The above output shows that the RMSE is 7.4 for the training data and 13.8 for the test data. On the other hand, the R-squared value is 89% for the training data and 46% for the test data. There is a gap between the training and test set results, and more improvement can be done by parameter tuning. Change the values of the parameter max_depth, to see how that affects the model performance.

The first four lines of code below instantiate and fit the regression trees with a max_depth parameter of two and five, respectively. The fifth and sixth lines of code generate predictions on the training data, whereas the seventh and eight lines of code give predictions on the testing data.

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# Code Lines 1 to 4: Fit the regression tree 'dtree1' and 'dtree2' 
dtree1 = DecisionTreeRegressor(max_depth=2)
dtree2 = DecisionTreeRegressor(max_depth=5)
dtree1.fit(X_train, y_train)
dtree2.fit(X_train, y_train)

# Code Lines 5 to 6: Predict on training data
tr1 = dtree1.predict(X_train)
tr2 = dtree2.predict(X_train) 

#Code Lines 7 to 8: Predict on testing data
y1 = dtree1.predict(X_test)
y2 = dtree2.predict(X_test)
python

The code below generates the evaluation metrics—RMSE and R-squared—for the first regression tree, 'dtree1'.

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# Print RMSE and R-squared value for regression tree 'dtree1' on training data
print(np.sqrt(mean_squared_error(y_train,tr1))) 
print(r2_score(y_train, tr1))

# Print RMSE and R-squared value for regression tree 'dtree1' on testing data
print(np.sqrt(mean_squared_error(y_test,y1))) 
print(r2_score(y_test, y1))
python

Output:

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7.146794965406164
0.9030125411762373
11.751081527241734
0.6059522633855321

The above output for 'dtree1' model shows that the RMSE is 7.14 for the training data and 11.7 for the test data. The R-squared value is 90% for the training and 61% for the test data. This model is better than the previous model in both the evaluation metrics and the gap between the training and test set results have also come down.

We will now examine the performance of the decision tree model, 'dtree2', by running the following lines of code.

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# Print RMSE and R-squared value for regression tree 'dtree2' on training data
print(np.sqrt(mean_squared_error(y_train,tr2))) 
print(r2_score(y_train, tr2))

# Print RMSE and R-squared value for regression tree 'dtree2' on testing data
print(np.sqrt(mean_squared_error(y_test,y2))) 
print(r2_score(y_test, y2))
python

Output:

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2.13305836695393
0.9913603049571774
11.236614430353763
0.6397001209411287

The above output shows significant improvement from the earlier models. The R-squared values for the training and test sets increased to 99% and 64%, respectively. This is better than the earlier models and shows that the gap between the training and test datasets has also decreased. So the regression tree model with a max_depth parameter of five is performing better, demonstrating how parameter tuning can improve model performance.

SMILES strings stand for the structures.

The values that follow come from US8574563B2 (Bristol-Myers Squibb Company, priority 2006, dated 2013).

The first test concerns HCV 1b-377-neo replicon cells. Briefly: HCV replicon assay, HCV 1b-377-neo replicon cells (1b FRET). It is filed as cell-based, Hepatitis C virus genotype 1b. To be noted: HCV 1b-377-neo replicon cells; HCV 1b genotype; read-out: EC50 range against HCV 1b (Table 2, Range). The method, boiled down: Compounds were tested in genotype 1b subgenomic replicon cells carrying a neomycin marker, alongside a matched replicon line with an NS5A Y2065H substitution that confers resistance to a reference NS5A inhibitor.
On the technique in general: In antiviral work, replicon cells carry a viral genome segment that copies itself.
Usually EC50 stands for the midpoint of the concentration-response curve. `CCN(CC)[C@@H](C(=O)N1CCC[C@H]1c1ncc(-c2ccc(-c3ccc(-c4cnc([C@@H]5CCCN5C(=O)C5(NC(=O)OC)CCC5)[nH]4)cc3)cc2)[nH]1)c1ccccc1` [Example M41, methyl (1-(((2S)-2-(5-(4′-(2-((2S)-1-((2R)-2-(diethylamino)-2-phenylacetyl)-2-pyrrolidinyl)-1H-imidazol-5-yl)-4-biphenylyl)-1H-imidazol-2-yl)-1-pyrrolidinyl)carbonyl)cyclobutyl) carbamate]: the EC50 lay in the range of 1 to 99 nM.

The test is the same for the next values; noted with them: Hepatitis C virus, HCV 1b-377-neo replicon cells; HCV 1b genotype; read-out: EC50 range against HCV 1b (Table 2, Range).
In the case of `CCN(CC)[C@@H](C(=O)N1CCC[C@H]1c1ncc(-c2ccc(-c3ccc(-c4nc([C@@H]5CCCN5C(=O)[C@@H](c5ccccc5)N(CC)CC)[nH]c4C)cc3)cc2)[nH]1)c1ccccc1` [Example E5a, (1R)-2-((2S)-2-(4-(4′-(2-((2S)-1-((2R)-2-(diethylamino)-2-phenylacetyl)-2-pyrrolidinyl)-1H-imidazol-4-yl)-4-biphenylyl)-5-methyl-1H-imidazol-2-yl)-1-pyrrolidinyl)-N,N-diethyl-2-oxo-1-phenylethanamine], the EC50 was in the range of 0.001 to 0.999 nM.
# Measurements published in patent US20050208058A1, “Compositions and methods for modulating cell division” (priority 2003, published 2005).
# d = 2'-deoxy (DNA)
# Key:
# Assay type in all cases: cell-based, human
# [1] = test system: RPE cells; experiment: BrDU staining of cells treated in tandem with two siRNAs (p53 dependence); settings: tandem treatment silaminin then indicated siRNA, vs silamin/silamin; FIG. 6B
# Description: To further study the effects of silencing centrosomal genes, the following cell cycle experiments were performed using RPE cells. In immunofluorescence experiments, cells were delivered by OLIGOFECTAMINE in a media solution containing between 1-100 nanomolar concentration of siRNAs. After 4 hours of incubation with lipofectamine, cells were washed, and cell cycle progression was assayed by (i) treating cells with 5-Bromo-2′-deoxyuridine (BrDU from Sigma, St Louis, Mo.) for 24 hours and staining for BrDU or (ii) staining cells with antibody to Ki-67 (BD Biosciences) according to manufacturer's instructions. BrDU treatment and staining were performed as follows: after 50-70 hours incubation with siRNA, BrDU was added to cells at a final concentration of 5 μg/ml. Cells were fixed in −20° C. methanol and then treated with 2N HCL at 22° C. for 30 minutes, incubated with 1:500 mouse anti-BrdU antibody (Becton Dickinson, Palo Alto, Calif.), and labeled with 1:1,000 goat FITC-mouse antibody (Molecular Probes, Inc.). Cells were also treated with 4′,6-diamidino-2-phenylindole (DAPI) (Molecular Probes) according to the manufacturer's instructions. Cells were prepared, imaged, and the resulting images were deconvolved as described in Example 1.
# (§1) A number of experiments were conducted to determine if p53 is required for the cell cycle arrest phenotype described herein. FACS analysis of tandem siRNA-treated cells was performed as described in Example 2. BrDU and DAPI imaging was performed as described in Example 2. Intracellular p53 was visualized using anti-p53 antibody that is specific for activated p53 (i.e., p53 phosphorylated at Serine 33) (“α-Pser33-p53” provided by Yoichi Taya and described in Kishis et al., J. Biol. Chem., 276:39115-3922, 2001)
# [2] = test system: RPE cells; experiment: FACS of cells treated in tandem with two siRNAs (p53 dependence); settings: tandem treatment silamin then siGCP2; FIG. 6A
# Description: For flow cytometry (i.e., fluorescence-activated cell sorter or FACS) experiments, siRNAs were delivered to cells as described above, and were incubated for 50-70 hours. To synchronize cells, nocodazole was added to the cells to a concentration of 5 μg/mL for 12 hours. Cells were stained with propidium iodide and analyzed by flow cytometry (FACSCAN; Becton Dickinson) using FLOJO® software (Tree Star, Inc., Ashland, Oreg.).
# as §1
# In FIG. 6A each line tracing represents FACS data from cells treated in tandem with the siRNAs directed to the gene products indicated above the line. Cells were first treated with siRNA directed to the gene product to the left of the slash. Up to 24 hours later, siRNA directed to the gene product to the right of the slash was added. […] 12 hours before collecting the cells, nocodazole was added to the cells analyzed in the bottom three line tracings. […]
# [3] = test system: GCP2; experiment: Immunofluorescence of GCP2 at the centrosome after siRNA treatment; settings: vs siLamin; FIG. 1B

Random Forest

Decision Trees are useful, but they often tend to overfit the training data, leading to high variances in the test data. Random Forest algorithms overcome this shortcoming by reducing the variance of the decision trees. They are called a Forest because they are the collection, or ensemble, of several decision trees. One major difference between a Decision Tree and a Random Forest model is how the splits happen. In a Random Forest, instead of trying splits on all the features, a sample of features is selected for each split, thereby reducing the variance of the model.

In scikit-learn, the RandomForestRegressor class is used for building regression trees. The first line of code below instantiates the Random Forest Regression model with an n_estimators value of 5000. The argument n_estimators indicates the number of trees in the forest. The second line fits the model to the training data.

The third line of code predicts, while the fourth and fifth lines print the evaluation metrics—RMSE and R-squared—on the training set. The same steps are repeated on the test dataset in the sixth to eighth lines of code.

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#RF model
model_rf = RandomForestRegressor(n_estimators=5000, oob_score=True, random_state=100)
model_rf.fit(X_train, y_train) 
pred_train_rf= model_rf.predict(X_train)
print(np.sqrt(mean_squared_error(y_train,pred_train_rf)))
print(r2_score(y_train, pred_train_rf))

pred_test_rf = model_rf.predict(X_test)
print(np.sqrt(mean_squared_error(y_test,pred_test_rf)))
print(r2_score(y_test, pred_test_rf))
python

Output:

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0.5859145906944213
0.9993481291496544
8.717826785121657
0.7831249311061259

The above output shows that the RMSE and R-squared values on the training data are 0.58 and 99.9%, respectively. For the test data, the results for these metrics are 8.7 and 78%, respectively. The performance of the Random Forest model is far superior to the Decision Tree models built earlier.

Conclusion

In this guide, you learned how to perform machine learning on time series data. You learned how to create features from the Date variable and use them as independent features for model building. You were also introduced to powerful non-linear regression tree algorithms like Decision Trees and Random Forest, which you used to build and evaluate a machine learning model.

To learn more about data science using Python, please refer to the following guides.